Monday, December 24, 2007


Let's be honest. Dough is not for everyone. Yesterday, I sat reading Nora Ephron's I Feel Bad About My Neck: And Other Thoughts on Being a Woman, and right there in the middle of the chapter What I Wish I'd Known is: There is no point in making piecrust from scratch. Now Nora Ephron is a very rich and reasonably famous woman. She wrote When Harry Met Sally and has written and directed quite a few similar movies. Perhaps for Nora Ephron there is no point in making pie crust from scratch. I mean, if I had that kind of money, I could commission pie crusts to be made for me, regular doughs, pate brisees, pate sucres, magical shrink-proof tart shells. But I am not Nora Ephron. And for me, the alternative to making my own pie crust is some the stuff I can purchase in the refrigerated section of my grocery store. And I firmly believe that I can do better than that. And you can too. And it isn't even that hard. You can skip all those new-fangled fancy recipes that invite you to spritz the crust with vodka. All you need is your mother's oldest, most well-loved cookbook. You can borrow my mother's if you like. It doesn't have a binding anymore, and I can't say as I've ever needed to make Liver Sausage Balls or Crab Spaghetti Casserole, but the Culinary Arts Institute Encyclopedic Cookbook sure knows it's dough.

adapted from pg. 565 of the 1964 edition of the Culinary Arts Institute Encyclopedia Cookbook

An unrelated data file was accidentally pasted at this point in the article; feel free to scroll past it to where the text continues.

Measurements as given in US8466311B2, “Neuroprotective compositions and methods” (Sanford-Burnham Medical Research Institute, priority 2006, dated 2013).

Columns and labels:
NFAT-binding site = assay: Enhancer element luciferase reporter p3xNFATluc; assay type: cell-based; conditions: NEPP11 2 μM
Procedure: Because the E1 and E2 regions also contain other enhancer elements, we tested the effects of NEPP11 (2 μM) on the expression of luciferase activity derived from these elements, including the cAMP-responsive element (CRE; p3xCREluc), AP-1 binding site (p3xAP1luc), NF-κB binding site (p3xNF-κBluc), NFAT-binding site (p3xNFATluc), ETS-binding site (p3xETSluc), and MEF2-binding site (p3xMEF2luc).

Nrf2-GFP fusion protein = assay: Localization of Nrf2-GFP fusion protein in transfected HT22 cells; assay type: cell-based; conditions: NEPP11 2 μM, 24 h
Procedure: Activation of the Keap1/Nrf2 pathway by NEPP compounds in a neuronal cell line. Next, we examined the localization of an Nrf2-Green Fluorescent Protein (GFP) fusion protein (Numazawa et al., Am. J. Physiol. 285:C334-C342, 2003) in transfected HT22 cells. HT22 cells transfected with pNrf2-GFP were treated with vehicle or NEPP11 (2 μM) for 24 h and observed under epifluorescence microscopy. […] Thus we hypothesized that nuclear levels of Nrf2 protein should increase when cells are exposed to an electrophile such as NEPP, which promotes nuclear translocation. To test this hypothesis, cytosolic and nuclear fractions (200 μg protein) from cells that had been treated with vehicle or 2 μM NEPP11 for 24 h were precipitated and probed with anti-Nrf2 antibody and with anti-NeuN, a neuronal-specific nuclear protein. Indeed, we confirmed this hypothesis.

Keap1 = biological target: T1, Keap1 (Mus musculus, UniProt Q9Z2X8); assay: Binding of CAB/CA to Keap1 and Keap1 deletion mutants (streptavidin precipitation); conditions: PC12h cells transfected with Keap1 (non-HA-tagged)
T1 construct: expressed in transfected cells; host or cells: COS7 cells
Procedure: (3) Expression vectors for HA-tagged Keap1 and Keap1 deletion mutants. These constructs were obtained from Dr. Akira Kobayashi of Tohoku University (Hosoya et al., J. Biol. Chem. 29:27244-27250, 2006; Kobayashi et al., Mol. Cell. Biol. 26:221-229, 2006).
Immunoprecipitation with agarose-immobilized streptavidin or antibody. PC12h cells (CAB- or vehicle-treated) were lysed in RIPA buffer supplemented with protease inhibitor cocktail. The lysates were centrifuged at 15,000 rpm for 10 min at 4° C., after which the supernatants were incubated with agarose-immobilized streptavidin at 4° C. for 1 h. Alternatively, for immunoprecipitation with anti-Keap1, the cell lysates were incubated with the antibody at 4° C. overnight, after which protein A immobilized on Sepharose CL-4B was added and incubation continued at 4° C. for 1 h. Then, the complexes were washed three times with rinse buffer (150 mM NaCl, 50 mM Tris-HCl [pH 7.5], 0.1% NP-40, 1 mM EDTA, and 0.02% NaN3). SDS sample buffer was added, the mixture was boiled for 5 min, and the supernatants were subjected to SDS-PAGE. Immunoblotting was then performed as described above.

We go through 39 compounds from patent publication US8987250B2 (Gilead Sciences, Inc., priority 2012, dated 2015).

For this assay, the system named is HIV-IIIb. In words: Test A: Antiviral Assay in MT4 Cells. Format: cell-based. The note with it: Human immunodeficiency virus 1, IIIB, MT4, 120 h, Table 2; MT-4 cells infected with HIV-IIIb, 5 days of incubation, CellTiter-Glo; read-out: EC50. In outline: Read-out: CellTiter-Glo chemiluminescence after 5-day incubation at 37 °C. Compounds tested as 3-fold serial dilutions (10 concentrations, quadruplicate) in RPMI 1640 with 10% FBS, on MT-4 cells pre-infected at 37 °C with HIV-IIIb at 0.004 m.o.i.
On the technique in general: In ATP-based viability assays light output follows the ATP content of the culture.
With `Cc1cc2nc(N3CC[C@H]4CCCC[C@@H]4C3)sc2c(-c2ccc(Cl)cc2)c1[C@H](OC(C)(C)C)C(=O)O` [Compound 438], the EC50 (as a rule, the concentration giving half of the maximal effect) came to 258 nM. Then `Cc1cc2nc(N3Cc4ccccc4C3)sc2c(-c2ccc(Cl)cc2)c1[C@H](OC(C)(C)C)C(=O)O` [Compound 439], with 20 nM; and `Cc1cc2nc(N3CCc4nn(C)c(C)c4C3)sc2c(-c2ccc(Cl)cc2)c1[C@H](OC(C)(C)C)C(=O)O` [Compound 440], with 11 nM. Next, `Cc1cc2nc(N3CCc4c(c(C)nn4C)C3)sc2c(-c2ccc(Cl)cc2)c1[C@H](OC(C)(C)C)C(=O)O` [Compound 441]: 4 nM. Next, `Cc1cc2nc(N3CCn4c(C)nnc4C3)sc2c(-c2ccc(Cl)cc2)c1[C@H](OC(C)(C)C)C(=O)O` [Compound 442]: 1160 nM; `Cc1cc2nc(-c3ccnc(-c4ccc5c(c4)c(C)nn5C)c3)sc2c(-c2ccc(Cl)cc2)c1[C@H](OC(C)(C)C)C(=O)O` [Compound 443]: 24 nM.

2 C all-purpose flour
pinch salt
2/3 C butter - chilled and sliced
4 to 6 (or more) T of ice water

Mix together the salt and flour in the bowl part of your stand mixer. Add the slices of butter and mix together until it reaches a sandy or pebbly texture. Add the water, only a small portion at a time, mixing in between until the dough holds together well. I don't measure my water anymore, just pour small bits from the pitcher. How much water you need will depend on so many factors, including the weather, that it's impossible for anyone to give you exact information on how much you'll need. So go slow (because it's harder to add flour back in, although it can be done), and when the dough becomes a nice ball, take it out of the mixer. Cut the dough in two and shape into flattened disks. Wrap in plastic wrap and refrigerate until ready to roll out. When rolling out the dough, flour your surface well and move the dough frequently. I use 90 degree turns every few rolls to keep it from sticking, you can also flip sides.

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